Why do some greyhounds bleed and others clot excessively?

Deciphering the hemostatic teeter-totter

Sighthounds in general, and greyhounds in particular, have evolved over the past 6,000 to 7,000 years to follow their prey by sight. Hence, they have developed numerous physiologic and hematologic adaptations specific to the breeds.1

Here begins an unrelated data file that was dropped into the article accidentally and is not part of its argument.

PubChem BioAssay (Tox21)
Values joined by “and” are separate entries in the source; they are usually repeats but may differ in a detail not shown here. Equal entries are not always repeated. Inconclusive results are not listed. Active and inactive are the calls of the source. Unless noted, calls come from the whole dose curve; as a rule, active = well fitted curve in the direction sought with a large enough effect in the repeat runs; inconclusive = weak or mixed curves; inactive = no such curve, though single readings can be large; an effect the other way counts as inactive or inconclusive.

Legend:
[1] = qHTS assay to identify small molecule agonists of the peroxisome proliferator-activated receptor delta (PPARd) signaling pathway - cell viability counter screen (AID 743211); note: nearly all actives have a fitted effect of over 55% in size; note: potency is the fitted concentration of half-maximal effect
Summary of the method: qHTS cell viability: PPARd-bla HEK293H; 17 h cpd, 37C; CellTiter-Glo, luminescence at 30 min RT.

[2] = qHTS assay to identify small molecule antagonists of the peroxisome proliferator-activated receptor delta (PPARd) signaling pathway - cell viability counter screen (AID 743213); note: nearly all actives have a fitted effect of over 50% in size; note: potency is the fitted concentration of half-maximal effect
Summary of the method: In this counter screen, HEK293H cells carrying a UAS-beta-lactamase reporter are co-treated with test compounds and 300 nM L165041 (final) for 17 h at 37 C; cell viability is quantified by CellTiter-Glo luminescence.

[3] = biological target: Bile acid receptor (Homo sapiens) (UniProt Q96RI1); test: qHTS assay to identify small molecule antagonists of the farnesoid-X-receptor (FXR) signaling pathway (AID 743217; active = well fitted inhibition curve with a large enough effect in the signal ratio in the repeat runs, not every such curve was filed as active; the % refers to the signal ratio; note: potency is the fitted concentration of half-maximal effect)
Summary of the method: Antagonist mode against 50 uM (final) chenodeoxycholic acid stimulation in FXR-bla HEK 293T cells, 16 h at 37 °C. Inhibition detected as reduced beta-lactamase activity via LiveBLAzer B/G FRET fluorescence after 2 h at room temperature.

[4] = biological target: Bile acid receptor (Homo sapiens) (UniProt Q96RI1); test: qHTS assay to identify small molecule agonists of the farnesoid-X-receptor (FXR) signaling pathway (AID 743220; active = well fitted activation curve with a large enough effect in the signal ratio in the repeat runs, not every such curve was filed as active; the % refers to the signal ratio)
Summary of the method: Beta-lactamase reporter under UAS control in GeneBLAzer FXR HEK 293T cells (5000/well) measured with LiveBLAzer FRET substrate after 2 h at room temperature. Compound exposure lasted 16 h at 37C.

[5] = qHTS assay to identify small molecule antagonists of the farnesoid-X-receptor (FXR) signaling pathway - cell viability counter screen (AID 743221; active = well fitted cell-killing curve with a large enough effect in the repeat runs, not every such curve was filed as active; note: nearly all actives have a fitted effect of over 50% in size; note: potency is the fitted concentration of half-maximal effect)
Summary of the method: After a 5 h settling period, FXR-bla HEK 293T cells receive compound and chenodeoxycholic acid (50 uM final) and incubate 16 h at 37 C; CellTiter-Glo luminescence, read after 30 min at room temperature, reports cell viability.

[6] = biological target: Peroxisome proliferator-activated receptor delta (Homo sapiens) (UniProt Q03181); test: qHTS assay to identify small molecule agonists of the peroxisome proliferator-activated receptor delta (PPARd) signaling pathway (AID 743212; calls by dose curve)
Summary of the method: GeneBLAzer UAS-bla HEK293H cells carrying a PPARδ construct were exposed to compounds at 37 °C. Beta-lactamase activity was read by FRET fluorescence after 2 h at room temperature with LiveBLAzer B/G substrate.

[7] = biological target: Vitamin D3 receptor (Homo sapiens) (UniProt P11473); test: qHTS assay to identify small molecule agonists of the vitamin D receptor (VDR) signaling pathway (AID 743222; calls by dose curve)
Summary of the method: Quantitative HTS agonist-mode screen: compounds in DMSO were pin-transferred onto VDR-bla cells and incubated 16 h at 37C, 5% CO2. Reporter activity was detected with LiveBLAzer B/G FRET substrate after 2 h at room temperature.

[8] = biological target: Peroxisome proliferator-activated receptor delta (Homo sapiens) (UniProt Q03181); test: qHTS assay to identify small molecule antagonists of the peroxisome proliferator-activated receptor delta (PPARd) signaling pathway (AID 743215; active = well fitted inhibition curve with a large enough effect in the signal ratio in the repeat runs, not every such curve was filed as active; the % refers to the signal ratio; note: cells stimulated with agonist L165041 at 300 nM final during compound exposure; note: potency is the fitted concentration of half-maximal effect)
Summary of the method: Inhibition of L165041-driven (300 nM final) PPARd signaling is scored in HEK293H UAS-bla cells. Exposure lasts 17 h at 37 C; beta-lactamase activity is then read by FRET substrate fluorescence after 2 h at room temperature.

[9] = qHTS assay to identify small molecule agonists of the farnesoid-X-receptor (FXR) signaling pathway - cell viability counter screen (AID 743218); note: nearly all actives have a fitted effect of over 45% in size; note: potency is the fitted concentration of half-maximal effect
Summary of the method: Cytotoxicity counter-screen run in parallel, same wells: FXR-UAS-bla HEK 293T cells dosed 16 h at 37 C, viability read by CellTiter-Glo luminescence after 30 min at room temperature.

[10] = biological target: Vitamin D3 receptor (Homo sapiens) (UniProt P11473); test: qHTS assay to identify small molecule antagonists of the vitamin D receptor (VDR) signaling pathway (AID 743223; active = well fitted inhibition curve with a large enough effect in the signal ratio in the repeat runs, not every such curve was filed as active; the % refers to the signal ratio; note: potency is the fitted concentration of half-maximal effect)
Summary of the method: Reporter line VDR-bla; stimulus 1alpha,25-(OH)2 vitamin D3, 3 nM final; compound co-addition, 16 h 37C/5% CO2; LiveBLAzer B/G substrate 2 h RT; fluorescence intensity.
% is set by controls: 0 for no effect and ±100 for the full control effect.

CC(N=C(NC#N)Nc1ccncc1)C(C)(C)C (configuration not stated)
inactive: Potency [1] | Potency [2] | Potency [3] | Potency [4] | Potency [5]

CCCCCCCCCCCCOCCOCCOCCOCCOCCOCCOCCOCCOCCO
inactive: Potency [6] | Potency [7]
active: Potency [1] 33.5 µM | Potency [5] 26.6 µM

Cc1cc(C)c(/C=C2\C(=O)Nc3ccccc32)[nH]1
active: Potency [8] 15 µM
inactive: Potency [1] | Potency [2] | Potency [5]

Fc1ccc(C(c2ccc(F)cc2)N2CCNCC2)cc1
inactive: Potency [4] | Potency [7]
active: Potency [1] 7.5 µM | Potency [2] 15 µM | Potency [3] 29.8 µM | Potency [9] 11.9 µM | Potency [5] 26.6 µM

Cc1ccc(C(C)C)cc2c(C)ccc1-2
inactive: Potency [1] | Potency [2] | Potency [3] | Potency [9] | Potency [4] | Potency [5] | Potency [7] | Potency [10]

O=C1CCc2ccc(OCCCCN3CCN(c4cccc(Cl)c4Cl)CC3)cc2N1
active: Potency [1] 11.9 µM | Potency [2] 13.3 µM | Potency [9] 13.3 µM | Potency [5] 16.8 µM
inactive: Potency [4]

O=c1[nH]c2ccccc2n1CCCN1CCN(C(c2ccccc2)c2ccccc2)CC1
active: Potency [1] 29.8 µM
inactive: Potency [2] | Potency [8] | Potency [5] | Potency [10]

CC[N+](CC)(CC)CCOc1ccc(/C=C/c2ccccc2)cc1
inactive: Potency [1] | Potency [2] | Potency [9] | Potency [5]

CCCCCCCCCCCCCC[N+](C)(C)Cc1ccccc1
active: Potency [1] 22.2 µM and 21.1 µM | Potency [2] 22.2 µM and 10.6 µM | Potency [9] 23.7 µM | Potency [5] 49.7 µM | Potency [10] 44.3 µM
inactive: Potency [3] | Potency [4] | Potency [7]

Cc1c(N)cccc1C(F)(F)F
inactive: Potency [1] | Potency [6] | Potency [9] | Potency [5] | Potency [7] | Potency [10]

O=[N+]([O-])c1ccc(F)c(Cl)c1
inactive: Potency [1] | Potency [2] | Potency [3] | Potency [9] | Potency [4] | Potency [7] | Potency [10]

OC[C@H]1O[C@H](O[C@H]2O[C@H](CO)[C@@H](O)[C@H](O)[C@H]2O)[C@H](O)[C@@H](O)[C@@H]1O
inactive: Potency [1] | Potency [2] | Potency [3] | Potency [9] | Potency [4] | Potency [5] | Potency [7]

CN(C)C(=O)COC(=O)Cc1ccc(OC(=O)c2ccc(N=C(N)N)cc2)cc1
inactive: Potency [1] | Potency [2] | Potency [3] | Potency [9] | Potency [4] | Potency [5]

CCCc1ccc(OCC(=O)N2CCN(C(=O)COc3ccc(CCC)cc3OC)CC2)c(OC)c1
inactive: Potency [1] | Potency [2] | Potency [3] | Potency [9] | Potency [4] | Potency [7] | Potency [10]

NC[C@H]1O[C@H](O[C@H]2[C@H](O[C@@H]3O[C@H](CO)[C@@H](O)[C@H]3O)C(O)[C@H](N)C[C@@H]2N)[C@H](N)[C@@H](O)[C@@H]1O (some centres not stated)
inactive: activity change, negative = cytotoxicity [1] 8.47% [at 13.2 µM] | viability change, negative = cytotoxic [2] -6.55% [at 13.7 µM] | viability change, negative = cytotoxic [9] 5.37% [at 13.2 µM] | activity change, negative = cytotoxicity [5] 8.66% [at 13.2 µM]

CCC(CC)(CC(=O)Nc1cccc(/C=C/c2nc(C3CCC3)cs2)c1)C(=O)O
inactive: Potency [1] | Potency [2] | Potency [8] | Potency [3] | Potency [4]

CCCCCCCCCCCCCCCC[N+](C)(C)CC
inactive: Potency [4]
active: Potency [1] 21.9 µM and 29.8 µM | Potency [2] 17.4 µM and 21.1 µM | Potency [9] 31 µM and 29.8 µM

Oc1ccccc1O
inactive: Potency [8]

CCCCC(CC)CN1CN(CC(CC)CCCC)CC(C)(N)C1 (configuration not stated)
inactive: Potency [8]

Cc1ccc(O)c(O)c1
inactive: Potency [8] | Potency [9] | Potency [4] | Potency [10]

In retired racing greyhounds (RRGs), the packed cell volume (PCV), hemoglobin concentration, red blood cell (RBC) count, and whole blood viscosity are higher, while the white blood cell count, neutrophil count, and platelet count are lower than in other dogs (reviewed in 2). The serum total protein, globulin, alpha-globulin, and beta-globulin concentrations are also lower than in non-greyhound dogs.3-5 Interestingly, platelet aggregation under high shear, as determined with the platelet function analyzer 100...


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